• Married: This is by far the toughest spot, especially if children are involved. If you’ve been married for only a few months, you might be able to go through a relatively painless divorce. Obviously, that’s no guarantee, but there’s a chance that your stuff and her stuff are easy enough to distinguish, and you may not have gone through the process of joining bank accounts or financing a home together. If you’ve been married for a couple of years or more, prepare for the worst. Though this list is meant to be helpful, I can’t pretend like some situations aren’t simply harder than others.
  • Something else? There are a number of possible scenarios that don’t fall under simply dating and being married. One of the most common is probably the “on-again-off-again” cycle. You date for a while, and things seem great. Then the inevitable fight begins that leads to a “We are done!” kind of ending. Of course, it’s not over. Eventually, you end up back in the same place, thinking this time it will be different. Then, without warning, the same fight, the same breakup, the same reconciliation, and so on. This can easily happen within the boundaries of marriage as well. In any case, it is unhealthy at best and catastrophic at worst.


Do you have any children? How old? Are they biologically yours?

  • No children: If there are no children involved, the factors that affect when and how you can leave are significantly reduced.
  • Young child(ren): If there are young children, this can put extraordinary stress on the victim of abuse. First, you are afraid for their own safety and well-being. Second, you are afraid of the long-term effects of witnessing the abusive behaviors towards you. Third, you are obviously concerned about the implications of leaving the children with your AP. However, younger children may actually handle a divorce better than older ones, even adults.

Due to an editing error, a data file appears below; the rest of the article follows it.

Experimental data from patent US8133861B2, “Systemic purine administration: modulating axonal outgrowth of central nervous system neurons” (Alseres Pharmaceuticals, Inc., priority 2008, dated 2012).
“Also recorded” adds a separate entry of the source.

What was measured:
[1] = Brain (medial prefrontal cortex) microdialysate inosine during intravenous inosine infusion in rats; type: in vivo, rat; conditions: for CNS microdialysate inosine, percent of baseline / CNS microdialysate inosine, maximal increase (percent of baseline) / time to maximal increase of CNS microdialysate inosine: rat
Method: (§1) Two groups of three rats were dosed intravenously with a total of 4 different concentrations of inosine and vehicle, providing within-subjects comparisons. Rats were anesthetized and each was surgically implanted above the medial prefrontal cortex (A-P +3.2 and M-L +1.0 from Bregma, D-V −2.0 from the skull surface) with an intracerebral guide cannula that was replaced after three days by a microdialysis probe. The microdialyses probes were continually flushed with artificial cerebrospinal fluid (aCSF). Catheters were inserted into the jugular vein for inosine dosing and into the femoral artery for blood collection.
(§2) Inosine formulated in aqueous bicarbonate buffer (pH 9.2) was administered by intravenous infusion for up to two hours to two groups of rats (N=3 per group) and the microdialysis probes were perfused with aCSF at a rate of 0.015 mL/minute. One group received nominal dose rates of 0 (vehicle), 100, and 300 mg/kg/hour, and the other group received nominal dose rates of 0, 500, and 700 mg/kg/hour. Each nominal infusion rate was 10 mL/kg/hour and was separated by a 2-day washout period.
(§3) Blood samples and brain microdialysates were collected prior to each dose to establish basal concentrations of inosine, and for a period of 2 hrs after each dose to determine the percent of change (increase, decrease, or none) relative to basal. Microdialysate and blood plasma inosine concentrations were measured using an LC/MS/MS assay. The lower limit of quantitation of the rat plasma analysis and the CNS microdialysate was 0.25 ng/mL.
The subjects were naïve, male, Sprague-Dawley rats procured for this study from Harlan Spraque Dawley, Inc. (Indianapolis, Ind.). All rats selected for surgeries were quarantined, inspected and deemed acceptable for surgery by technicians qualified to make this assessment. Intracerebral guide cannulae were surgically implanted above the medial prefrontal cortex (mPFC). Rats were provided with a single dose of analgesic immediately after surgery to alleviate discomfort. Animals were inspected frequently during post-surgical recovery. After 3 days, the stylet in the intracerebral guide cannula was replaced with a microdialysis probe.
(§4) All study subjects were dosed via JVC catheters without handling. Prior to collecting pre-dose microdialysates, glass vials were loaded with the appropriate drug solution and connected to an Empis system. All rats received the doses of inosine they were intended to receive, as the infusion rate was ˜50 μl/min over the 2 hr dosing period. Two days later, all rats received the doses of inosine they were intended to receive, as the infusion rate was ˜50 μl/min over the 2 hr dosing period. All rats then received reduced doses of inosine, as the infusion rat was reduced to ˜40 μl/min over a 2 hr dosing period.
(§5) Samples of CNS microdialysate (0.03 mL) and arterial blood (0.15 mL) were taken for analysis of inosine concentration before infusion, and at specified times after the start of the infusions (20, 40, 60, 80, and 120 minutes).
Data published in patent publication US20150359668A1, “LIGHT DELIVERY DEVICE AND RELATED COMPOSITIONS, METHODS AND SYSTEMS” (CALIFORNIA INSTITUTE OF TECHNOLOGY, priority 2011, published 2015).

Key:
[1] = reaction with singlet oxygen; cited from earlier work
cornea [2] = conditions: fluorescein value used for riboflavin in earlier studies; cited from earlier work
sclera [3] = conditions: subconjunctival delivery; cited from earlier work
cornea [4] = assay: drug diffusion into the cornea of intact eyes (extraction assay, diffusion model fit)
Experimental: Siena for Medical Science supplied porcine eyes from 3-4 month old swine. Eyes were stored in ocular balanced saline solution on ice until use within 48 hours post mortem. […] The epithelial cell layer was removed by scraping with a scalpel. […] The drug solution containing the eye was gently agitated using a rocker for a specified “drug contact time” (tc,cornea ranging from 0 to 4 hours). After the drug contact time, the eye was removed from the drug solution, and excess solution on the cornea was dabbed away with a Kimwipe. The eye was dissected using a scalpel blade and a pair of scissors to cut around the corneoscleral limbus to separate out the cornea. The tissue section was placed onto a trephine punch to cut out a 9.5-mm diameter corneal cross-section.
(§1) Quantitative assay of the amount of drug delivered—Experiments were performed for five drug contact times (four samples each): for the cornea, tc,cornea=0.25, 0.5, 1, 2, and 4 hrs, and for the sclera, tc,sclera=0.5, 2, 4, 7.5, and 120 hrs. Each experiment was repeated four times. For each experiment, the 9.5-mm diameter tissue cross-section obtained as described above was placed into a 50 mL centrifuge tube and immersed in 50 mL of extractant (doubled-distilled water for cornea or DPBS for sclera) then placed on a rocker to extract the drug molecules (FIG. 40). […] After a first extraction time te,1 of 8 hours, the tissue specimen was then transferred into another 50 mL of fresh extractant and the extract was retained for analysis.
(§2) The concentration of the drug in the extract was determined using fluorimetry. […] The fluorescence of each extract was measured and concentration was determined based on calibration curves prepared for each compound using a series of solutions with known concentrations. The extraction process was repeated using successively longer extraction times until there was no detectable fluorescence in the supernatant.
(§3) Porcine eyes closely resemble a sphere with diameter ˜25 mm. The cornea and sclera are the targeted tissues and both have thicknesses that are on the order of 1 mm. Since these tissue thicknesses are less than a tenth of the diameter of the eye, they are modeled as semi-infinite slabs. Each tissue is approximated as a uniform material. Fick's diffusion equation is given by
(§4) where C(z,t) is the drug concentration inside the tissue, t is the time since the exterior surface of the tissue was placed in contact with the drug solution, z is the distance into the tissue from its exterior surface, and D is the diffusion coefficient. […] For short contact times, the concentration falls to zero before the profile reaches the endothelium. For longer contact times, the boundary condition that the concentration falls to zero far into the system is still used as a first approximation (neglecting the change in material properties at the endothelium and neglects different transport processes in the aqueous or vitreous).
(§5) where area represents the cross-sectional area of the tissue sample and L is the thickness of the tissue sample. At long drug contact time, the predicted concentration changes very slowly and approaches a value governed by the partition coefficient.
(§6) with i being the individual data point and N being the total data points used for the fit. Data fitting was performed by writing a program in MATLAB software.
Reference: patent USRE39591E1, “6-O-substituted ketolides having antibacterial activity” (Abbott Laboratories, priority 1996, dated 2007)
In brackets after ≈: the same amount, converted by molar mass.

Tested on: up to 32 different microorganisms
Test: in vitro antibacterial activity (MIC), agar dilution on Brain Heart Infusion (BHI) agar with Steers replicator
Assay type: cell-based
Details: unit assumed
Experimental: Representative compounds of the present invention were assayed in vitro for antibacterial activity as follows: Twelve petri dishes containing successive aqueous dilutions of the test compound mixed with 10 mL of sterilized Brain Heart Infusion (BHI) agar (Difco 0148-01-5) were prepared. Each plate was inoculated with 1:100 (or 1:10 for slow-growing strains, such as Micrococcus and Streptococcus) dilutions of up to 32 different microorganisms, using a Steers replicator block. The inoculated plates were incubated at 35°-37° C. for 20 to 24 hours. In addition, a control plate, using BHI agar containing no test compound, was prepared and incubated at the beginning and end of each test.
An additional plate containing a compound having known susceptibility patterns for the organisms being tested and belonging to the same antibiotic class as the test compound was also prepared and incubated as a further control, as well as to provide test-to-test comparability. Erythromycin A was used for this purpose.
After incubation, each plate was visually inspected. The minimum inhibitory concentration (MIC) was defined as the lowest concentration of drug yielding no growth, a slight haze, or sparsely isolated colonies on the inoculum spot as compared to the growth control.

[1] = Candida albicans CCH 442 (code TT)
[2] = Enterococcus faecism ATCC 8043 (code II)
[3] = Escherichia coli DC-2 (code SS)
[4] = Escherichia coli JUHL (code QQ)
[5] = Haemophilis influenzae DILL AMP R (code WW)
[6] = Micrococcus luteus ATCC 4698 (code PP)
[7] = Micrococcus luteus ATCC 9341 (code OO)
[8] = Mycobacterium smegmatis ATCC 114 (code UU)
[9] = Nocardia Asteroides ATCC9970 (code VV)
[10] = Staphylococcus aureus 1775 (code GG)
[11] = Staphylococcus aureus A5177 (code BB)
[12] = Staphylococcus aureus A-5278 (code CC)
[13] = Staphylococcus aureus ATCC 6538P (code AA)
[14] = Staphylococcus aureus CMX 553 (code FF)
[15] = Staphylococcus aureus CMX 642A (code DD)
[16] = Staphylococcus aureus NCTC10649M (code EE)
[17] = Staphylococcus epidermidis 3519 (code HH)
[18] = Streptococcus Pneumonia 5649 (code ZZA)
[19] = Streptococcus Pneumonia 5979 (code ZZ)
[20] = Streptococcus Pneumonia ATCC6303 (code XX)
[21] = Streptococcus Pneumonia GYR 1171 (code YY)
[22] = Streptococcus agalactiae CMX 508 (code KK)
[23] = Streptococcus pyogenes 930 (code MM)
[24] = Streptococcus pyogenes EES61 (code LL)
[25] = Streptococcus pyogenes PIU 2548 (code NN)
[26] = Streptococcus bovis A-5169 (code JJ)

• Older child(ren): If the children are of a certain age, you may be able to explain some of what is going on to them. That is not to say you should unload on them or expect them to be your emotional support. Still, older children may be more likely to feel threatened by your decision to leave and may feel abandoned.
  • Stepchildren: If your AP has kids who live in the home, be prepared for a serious loyalty split. No matter how close you are to them or how long you have cared for them, you can bet that your AP will do everything she can to show them how much better she is or how much more she loves them. If there are biological children and stepchildren, then the lines of loyalty could fall in many different directions. In any case, you very likely have no legal standing in the lives of your stepchildren. If you leave, they will almost certainly stay with their biological parent.
  • Adoptions: If you and your AP adopted a child together, you should be able to maintain legal custody even if only jointly. In this case, I suspect that the custody situation will largely follow the same arc as a biological child. It all depends on what the paperwork states about legal (not just physical) custody regarding the adopted child(ren).

**Because of the extremely convoluted nature of the subject of children when it comes to divorce and abusive relationships in general, I am going to write more extensively in a separate post.


Are your finances mostly divided or intertwined? Do you have any significant assets (either singly or jointly)? How much debt do you have, and what kind?